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By Paige Huntoon
Photos & Multimedia by Matt Riley

Generations ago, the Crow people, the Apsáalooke, came from a "land of many lakes" to settle near the waters of the Yellowstone and Bighorn rivers. Water was the lifeblood of the tribe, the source of all being.

One-hundred and sixty years ago the first Fort Laramie Treaty with the United States set the Crow Reservation boundaries, reserving for the tribe 38.5 million acres of towering mountains and rushing waters. As more white settlers moved west, more treaties cut into the reservation, leaving it at about 2.5 million acres, guarded by the Big Horn, Pryor, and Wolf Teeth mountains and nourished by the Bighorn River.

But the Crow have never had clear claims to their water, though the first petitions to the U.S. government to clarify their rights were filed as far back as 1868. On a recent, cold March day, Dale Old Horn uses a microphone to amplify his already booming voice to translate into Crow language the Water Rights Settlement passed by Congress and signed into law in December by President Obama.

For the first time, the Apsáalooke will have a guaranteed right to the water that is the lifeblood of their reservation.

Truman Jefferson's tap water is loaded with iron and sulfur compounds, forcing him to use bottled water for cooking and drinking.

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By ratifying the Water Rights Settlement, the Crow tribe waives all previous water claims and is given a guaranteed and quantified amount of water. The compact will eventually give the tribe full water adjudication rights within the boundaries of the reservation. Before the reins are completely passed to the Crow tribe, though, the settlement must be approved in the Montana Water Court, and the tribe must create a water code to set guidelines on how to handle allotment.

With the settlement comes $461 million in federal to improve water infrastructure on the reservation and to develop more hydroelectric power from Yellowtail Dam. The primary goals of the tribe are to improve irrigation and water quality in rural parts of the reservation with the settlement money.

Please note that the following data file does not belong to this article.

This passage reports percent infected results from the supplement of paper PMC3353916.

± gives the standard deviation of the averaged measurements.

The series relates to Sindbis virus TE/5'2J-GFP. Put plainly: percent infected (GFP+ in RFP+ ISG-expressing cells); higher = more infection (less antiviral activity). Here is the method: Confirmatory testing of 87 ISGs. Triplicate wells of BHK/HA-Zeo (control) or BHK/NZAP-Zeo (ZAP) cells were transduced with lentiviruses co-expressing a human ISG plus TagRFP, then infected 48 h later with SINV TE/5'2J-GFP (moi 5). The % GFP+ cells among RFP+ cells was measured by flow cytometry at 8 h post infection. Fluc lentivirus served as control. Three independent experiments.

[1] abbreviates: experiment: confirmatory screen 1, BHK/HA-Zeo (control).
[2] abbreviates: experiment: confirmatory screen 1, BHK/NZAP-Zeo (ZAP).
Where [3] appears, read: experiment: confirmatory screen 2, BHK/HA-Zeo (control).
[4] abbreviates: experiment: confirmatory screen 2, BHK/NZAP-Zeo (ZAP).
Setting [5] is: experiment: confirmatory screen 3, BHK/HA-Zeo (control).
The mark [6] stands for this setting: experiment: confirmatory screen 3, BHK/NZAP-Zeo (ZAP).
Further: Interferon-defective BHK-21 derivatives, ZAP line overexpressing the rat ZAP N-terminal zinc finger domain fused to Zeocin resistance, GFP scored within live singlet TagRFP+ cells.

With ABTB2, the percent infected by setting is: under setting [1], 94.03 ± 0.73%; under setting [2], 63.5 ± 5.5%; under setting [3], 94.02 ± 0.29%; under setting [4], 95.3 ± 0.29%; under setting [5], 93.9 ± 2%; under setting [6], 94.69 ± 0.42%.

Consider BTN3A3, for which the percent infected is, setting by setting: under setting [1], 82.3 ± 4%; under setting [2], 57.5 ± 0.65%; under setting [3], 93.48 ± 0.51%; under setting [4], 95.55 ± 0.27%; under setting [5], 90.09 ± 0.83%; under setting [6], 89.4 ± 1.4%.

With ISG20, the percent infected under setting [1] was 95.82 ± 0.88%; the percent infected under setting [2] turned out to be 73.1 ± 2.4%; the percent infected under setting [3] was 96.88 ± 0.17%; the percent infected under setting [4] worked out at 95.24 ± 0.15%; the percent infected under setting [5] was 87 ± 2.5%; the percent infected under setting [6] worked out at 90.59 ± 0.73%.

Tribal Chairman Cedric Black Eagle explains that the money won't be given to the tribe in one lump sum. Funds will be requested, and the U.S. Treasury will release them to the tribe via the Bureau of Reclamation or the Bureau of Indian Affairs, as water projects take shape.

"We want to be… able to capitalize on the water and be in control of our own destiny."
Cedric Black Eagle

Old Horn, the translator of the Water Rights Settlement into Crow, and the Crow tribal historic preservation officer, says getting clean water to rural areas of the 3,000 square-mile reservation has been a challenge.

"We have to contend with hard water all of the time," he says. "It ruins our pipes, it ruins our water heaters, it ruins the washers. I'm always concerned about what kind of kidney stones it might produce in a human being."

Better quality of life is what the Crow people hope the settlement brings, and in the wake of the vote to ratify it, people like Truman Jefferson are optimistic that change will happen.

Jefferson lives on the land where he grew up, just outside of Lodge Grass. He can remember as a child going to the now-dry river bed just about 50 yards from his house to get water for washing clothes.

Truman Jefferson remembers when his mother would ask him to fetch drinking water from the stream that ran through their property. The settlement will guarantee tribal members' water rights.

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"The river was right there at that time. It changed channels," he says.

The old outhouse his family used is still standing by an old tree on the other side of the house. He grows hay on his land to sell to neighbors, using water from an irrigation ditch, water that without this settlement he's not guaranteed. As a boy and a young man, Jefferson never thought too much about that.

"No one really knew about the water rights," he says. "In fact, I didn't even know about it until about three years ago when they were really starting to talk about the water rights."

The river ran through his land, so he and his family used its water. Now, though, he's glad the Crow people's rights are recognized and guaranteed.

The land Jefferson lives on is a bit different today than it used to be. The original house burned down a few years ago, and Jefferson and his wife now live in a cozy modular home. The inside is warm on this chilly spring day. It's decorated with country-style décor, with woven baskets and Crow paintings hung on the wall.